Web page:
Australia markets closed
  • ALL ORDS

    7,709.50
    +21.50 (+0.28%)
     
  • ASX 200

    7,493.80
    +25.50 (+0.34%)
     
  • AUD/USD

    0.7106
    -0.0011 (-0.15%)
     
  • OIL

    79.38
    -1.63 (-2.01%)
     
  • GOLD

    1,927.60
    -2.40 (-0.12%)
     
  • BTC-AUD

    32,323.72
    +391.21 (+1.23%)
     
  • CMC Crypto 200

    526.66
    +9.65 (+1.87%)
     
  • AUD/EUR

    0.6535
    +0.0006 (+0.09%)
     
  • AUD/NZD

    1.0934
    -0.0026 (-0.24%)
     
  • NZX 50

    12,036.05
    +12.59 (+0.10%)
     
  • NASDAQ

    12,166.60
    +115.12 (+0.96%)
     
  • FTSE

    7,765.15
    +4.04 (+0.05%)
     
  • Dow Jones

    33,978.08
    +28.67 (+0.08%)
     
  • DAX

    15,150.03
    +17.18 (+0.11%)
     
  • Hang Seng

    22,688.90
    +122.12 (+0.54%)
     
  • NIKKEI 225

    27,382.56
    +19.81 (+0.07%)
     

Twitter may have deliberately cut off third-party clients like Tweetbot

“Third-party app suspensions are intentional,” one engineer reportedly said on the company's Slack.

Igor Bonifacic / Engadget

Twitter appears to have deliberately cut off third-party clients from accessing its API. Since Thursday evening, many of the most popular apps you can use to scroll Twitter without going through the company’s own software, including Tweetbot and Twitterrific, have not worked, with no official communication from Twitter. On Sunday, The Information shared messages from Twitter’s internal Slack channels that suggest the company is aware of the outage and likely the cause of it as well.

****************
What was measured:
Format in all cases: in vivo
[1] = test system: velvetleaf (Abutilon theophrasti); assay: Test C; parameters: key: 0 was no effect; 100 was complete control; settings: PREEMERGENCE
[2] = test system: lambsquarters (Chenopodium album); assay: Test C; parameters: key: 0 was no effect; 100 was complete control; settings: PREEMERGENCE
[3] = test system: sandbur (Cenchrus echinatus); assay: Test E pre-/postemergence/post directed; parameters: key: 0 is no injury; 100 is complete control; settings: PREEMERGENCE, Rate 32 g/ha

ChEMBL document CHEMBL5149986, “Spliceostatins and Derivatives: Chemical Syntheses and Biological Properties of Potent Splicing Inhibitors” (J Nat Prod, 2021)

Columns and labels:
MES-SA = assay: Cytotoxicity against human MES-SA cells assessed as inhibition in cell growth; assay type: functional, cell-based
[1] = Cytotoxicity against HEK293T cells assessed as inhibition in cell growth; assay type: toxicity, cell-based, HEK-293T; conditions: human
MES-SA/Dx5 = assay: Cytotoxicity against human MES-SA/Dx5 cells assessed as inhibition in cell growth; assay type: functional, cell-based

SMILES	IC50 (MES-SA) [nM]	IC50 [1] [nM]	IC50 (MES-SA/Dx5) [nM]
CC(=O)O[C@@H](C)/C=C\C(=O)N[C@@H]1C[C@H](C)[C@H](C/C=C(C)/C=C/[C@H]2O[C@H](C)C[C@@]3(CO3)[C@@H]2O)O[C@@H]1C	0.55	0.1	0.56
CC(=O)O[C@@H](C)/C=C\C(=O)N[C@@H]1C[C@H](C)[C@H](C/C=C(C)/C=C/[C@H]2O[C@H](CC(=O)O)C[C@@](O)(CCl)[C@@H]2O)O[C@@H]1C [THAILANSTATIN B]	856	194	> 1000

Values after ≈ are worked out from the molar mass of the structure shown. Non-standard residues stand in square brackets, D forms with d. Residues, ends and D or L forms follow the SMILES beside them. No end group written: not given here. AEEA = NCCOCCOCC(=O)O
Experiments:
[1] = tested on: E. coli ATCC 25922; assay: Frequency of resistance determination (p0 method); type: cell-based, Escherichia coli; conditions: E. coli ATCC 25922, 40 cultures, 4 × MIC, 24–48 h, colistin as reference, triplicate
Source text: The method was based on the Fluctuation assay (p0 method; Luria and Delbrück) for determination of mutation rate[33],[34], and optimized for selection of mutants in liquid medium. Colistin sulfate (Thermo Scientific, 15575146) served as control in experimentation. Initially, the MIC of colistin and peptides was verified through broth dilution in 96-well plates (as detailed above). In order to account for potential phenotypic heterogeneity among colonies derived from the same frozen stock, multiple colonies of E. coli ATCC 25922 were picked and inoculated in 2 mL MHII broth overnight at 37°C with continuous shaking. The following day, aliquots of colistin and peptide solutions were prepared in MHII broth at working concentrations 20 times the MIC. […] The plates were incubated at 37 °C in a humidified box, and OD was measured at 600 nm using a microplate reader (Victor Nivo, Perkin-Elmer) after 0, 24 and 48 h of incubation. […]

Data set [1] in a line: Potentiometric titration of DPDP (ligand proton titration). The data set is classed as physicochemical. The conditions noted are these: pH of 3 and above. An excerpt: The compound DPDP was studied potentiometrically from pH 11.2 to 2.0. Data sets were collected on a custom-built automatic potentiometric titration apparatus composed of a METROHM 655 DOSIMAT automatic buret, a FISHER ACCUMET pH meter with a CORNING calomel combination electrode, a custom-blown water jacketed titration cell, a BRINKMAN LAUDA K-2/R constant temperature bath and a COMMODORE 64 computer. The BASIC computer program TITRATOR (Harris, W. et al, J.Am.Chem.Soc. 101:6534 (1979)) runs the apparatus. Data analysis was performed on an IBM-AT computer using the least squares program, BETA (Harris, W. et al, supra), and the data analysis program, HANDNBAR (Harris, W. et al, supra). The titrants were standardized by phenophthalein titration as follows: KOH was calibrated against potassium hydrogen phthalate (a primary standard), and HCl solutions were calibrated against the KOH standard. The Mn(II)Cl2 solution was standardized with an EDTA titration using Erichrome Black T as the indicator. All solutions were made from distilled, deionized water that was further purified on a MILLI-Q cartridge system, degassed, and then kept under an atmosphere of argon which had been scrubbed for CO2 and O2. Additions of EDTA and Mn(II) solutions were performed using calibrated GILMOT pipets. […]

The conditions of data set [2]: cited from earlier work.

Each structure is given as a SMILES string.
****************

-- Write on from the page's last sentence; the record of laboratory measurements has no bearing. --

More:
“Third-party app suspensions are intentional,” reads one message seen by the outlet in a channel the company’s engineers use to triage service disruptions. On Friday morning, one employee on Twitter’s product partnerships team reportedly asked when their team could expect a list of “approved talking points” related to “3party clients revoked access.” Per The Information, a product marketing manager told their co-worker that same morning that the company had “started to work on comms,” but could not offer a timeline for when those would be ready. The Information notes it could not learn the reasoning behind Twitter’s actions.

Twitter did not immediately respond to Engadget’s comment request. It has not operated a communications department since Elon Musk started downsizing the company’s workforce. Musk has also not tweeted about the outage, and the developers of Tweetbot, Twitterrific, Fenix and other third-party clients say they’ve not heard anything from the company. “We’re in the dark just as much as you are,” wrote Paul Haddad, the co-creator of Tweetbot in a recent Mastodon post.